One of the fastest-growing regions in the U.S., Charleston, South Carolina is now the No. 1 mid-sized metro for millennials, according to the US Bureau of Labor Statistics. As of 2016, the metro area was growing at three times the rate of the U.S. population.
Often among the 34 new residents Charleston welcomes each day are venture capitalists and real estate developers, who are drawn to Charleston for a chance to participate in a fast-growing economy, while living in a more affordable coastal hub. These change agents have helped shaped Charleston into an emerging location for startup activity, and its tech community offers lessons for other cities on how to capitalize on an influx of new residents.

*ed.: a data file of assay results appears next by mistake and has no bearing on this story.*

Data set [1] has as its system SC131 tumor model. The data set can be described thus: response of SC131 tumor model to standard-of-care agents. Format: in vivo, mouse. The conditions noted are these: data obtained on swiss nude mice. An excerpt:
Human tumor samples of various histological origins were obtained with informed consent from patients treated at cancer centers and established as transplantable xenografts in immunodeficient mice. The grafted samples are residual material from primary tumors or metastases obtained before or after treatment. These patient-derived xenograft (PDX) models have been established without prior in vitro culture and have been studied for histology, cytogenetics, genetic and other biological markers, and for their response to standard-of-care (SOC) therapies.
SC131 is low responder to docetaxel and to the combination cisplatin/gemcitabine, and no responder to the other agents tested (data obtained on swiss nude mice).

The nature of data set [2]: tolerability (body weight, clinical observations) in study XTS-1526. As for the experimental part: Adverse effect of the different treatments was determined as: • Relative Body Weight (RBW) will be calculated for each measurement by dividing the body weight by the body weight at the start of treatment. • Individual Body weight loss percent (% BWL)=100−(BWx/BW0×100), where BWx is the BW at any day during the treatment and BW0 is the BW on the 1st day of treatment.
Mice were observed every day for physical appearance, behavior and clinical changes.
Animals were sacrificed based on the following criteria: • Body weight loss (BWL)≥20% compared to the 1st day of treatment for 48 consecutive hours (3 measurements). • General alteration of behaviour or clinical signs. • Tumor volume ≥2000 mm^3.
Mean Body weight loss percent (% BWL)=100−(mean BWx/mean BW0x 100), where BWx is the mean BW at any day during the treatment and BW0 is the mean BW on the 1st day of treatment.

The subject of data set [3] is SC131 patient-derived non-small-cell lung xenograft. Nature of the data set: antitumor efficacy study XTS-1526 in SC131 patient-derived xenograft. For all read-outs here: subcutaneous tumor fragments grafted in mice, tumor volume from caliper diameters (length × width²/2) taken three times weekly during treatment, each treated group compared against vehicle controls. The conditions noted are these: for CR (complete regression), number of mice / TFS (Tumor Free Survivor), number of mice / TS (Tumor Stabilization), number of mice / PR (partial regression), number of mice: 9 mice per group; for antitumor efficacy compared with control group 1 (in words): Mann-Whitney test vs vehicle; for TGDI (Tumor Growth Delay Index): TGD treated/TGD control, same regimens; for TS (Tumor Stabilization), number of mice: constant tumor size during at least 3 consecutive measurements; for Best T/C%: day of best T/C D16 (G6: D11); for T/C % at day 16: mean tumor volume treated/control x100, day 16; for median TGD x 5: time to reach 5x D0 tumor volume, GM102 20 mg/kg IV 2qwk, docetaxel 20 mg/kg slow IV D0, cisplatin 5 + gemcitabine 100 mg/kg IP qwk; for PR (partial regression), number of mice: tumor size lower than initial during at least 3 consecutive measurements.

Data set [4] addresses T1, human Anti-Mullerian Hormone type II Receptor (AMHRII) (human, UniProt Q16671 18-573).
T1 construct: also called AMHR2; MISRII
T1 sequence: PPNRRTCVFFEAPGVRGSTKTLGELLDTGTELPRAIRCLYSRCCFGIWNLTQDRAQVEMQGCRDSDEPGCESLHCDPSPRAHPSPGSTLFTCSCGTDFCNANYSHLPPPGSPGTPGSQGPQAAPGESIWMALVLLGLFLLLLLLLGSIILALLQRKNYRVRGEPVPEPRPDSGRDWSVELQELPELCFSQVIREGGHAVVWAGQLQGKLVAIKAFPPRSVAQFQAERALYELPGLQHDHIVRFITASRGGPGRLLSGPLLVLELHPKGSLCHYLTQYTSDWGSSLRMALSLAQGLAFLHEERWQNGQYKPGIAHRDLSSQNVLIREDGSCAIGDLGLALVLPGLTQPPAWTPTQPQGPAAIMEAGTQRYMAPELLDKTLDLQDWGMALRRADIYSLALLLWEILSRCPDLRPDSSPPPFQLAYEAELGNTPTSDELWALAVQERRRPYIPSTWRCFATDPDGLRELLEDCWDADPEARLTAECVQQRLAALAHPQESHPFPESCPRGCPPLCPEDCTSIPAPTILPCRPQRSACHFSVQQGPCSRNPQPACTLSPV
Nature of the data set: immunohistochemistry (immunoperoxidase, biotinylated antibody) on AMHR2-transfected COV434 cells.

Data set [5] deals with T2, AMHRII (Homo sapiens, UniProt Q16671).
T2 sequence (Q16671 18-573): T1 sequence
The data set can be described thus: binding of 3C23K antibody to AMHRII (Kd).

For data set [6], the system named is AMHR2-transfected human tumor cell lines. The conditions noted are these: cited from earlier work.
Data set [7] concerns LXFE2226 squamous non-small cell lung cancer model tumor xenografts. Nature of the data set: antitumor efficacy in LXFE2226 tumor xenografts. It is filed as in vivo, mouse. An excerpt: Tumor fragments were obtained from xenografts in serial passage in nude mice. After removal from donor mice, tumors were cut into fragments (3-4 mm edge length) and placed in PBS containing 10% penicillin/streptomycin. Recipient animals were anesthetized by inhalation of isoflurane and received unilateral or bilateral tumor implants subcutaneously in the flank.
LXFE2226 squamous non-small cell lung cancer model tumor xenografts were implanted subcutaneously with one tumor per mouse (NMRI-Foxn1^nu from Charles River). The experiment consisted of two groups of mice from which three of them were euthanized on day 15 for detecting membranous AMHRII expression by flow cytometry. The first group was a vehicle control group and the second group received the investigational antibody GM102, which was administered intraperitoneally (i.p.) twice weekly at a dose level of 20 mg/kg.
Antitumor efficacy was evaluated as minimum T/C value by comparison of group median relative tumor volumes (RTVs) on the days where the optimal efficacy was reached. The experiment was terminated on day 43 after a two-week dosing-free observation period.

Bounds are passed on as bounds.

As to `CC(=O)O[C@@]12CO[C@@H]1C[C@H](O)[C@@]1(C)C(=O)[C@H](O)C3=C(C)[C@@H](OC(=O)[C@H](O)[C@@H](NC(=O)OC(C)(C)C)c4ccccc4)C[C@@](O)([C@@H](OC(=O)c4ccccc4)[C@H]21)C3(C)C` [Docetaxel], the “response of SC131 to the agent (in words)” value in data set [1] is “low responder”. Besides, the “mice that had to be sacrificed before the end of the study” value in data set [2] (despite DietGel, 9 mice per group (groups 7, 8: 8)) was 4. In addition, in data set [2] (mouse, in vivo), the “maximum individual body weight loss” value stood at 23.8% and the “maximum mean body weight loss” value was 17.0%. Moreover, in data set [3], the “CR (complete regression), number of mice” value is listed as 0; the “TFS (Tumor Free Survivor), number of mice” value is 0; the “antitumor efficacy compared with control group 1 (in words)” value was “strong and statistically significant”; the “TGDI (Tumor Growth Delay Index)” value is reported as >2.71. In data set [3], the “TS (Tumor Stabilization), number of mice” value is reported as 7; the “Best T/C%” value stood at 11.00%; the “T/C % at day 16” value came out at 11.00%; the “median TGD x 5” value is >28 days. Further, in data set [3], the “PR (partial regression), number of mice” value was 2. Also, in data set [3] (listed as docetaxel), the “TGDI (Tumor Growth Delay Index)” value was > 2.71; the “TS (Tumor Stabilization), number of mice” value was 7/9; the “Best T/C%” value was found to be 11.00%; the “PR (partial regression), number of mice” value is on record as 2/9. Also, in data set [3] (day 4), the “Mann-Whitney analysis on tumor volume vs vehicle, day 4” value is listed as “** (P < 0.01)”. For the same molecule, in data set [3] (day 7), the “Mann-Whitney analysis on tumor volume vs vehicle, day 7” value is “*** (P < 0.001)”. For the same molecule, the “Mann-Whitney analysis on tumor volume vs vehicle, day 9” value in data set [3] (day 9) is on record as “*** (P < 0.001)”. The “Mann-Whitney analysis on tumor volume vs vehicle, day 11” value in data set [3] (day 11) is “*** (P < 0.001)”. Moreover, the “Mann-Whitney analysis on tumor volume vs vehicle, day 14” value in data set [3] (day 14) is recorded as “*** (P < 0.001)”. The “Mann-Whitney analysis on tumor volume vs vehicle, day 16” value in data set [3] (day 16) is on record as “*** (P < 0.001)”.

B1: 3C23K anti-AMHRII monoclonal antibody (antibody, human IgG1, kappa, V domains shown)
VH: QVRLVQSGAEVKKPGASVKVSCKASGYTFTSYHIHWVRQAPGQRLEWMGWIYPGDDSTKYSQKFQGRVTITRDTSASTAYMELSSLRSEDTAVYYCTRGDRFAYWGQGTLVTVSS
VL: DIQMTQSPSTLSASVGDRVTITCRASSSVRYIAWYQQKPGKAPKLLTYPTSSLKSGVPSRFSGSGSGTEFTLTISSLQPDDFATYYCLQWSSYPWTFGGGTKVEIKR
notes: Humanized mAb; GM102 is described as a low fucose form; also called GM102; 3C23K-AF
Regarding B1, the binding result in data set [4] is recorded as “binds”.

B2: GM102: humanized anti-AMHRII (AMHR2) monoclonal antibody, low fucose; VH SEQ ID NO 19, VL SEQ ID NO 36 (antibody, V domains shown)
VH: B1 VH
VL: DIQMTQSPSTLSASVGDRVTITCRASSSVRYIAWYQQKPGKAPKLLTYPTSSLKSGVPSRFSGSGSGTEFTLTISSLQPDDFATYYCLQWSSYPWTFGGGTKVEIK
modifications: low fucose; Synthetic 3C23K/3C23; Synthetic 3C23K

The seeds for Charleston’s startup community were sown 26 years ago, when nonprofit software company Blackbaud made the move from New York to Charleston. Since Blackbaud planted itself in Charleston, the region has welcomed more than 250 additional tech companies and 11,000 tech workers. (Disclosure: Blackbaud is an investor in Charleston Open Source.)
The game-changing moment for Charleston’s tech community was the 2001 launch of the Charleston Digital Corridor, a city-backed initiative to attract and grow technology startups. To date, the Corridor has launched more than 80 startups, including Blue Acorn, GoodDoneGreat (acquired by corporate social responsibility platform YourCause), and PeopleMatter (acquired by hiring platform Snagajob). Soon, the Corridor’s resources were attracting startups from outside the region, like Echovate, a “people analytics” software firm that chose Charleston over cities like Raleigh, Austin, and Boston.